My first assignments were to build a project tracking and estimation system and a program to predict the physical properties of polymer blends.  I always kept to deadlines in school.  I didn’t think I should stop at work.  I learned that on-time, high quality work doesn’t always put you at the head of the class.   One of the best pieces of advice that I received from a boss was to not get trapped into a company’s proprietary technology.  Learning different systems might come in handy and make a better consultant.  Central engineering billed me to other parts of the organization at $70/hour.  I was paid about $15.00/hour.  I began to wonder where the other $55/hour went.  I tried to get a job in computing but companies said I didn’t have enough experience and no degree in computing.  I started to plan my masters.
 Learned about finding problems in 200,000 line FORTRAN programs with work specifications as clear as “There’s a bug in the program, Art, but we don’t know what it is”.  Softball gave me a chance to get to know my fellow employees.  Many of these people went to work in other organizations and became the contact point into future business opportunities.  Business opportunities can come from your peers, bosses, or clients.  Started a help desk activity at a research center.  I learned PC Hardware, Software, and different mainframe environments.  I developed a four year plan to earn a second degree in a new field.  Dr. Bart helped me decide on a computer science masters instead of an MBA.
 Hendela System Consultants, Inc. was born.
I am well into my PhD in Information Systems also at NJIT.  I passed my qualifying exam in June 2003.  It is difficult to balance work school and family.
 Consulting uses all of the skills of a big business in one convenient package - yourself!  You must determine what skills people will buy, how to advertise your services, write convincing proposals, negotiate and close a contract, do the accounting, and perform the work.   I have done everything from installing accounting systems to developing global information databases.   A customer provides the work for which you are paid.  A boss provides the work while trying to keep you from getting paid.  Two percent raises were not my idea of getting ahead when inflation was higher than two percent.  If you are not good at the marketing and sales piece, you can sign up with a contract house.  A contract house places you on consulting assignments.  A fee is taken from your billing rate for finding you the work.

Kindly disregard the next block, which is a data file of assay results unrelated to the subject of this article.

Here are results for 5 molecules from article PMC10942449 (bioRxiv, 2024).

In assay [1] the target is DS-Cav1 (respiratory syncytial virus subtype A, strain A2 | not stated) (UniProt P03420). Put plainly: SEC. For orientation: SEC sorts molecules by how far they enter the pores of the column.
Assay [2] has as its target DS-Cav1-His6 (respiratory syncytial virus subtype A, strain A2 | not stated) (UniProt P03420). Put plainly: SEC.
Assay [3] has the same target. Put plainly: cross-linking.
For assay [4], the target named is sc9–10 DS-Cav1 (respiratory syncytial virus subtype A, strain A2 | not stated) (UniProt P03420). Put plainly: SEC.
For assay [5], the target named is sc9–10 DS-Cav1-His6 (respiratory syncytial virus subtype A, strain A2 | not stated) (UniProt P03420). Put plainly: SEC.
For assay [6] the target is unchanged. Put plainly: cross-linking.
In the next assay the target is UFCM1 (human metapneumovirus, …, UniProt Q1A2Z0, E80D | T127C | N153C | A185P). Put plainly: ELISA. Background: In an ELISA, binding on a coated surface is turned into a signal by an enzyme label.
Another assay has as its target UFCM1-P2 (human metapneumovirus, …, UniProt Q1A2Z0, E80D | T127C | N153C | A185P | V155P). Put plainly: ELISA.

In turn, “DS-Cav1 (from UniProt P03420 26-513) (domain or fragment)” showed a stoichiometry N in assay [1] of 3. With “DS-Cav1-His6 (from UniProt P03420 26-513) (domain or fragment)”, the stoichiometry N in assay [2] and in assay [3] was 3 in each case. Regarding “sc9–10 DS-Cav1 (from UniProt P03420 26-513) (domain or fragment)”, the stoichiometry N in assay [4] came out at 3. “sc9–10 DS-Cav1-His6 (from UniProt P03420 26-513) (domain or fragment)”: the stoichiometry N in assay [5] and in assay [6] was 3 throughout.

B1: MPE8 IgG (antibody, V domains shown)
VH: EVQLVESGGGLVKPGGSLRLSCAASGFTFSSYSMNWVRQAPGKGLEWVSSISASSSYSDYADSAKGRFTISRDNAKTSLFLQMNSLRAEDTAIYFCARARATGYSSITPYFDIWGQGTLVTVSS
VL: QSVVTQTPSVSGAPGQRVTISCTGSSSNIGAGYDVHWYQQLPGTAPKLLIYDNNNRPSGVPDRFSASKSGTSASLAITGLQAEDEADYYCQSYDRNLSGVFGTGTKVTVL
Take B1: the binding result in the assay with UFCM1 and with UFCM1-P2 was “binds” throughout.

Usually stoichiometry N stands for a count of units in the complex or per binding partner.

Never throw away a person’s business card without entering the information into a database.  You never know when you will need their skills and vice versa.  My earlier business contacts became the start of my new business.  Build a network from a variety of business and social contacts.
 A short assignment can lead to a long assignment.
 My third baseman from the Exxon softball league went on to become my first large business client.  From there I received referrals throughout the organization.  My Senior year Chemical Engineering lab partner’s sister married someone in my Scandinavian social club.  The husband became my second big client.  A friend from my Swedish class referred me to my third.
u The 440 rule:  The first 4 seconds determines 40% of a person’s opinion of you.  Be a nice person.  They don’t finish last. 
uAccounting’s E=L+OE is similar to IN = OUT + Accumulation (no generation).  The more you know, the less you have to rely on outside help.  The more you know, the better you can evaluate the advice you receive.
u The Dale Carnegie class taught me many aspects of how to make a presentation.  The most successful managers are those that can present their ideas clearly and convincingly.
u  You never know who will be your boss, client, or friend.  The relationships you build now can last a lifetime.  Keep in touch.
 You never know when a piece of information will come in handy.  Competence along with a network of people who know you and like you will lead to success.  Don’t be afraid to come back to NJIT and ask advice of your old teachers.  If they don’t know the answer, they probably know someone who does.  Take the time to get to know a variety of people in lots of disciplines, not just engineering.  Have fun while you’re doing so.  Life shouldn’t be just work.  Be balanced.   Be careful what you say to people even outside of the workplace.  Some people are bent on making themselves look good by making you look bad.   Just because you spent four years getting one type of degree doesn’t mean you can’t get a different one later.  
 Built a records management system and FDA Training system for major Union County Pharmaceutical Company, Safety tracking system for a Petrochemical company, and a variety of sales, marketing, and budget systems for a major international bank. Some places that SCANALYZER software is being used include the pharmaceutical, aerospace,  banking/financial services, retail food, and consulting industries.  State governments such as NY, MN, and PA also are using SCANALYZER.  SCANALYZER was born from a real Year 2000 projects.  Now that the Year 2000 crisis is over, SCANAALYZER is used to help software maintenance analysis.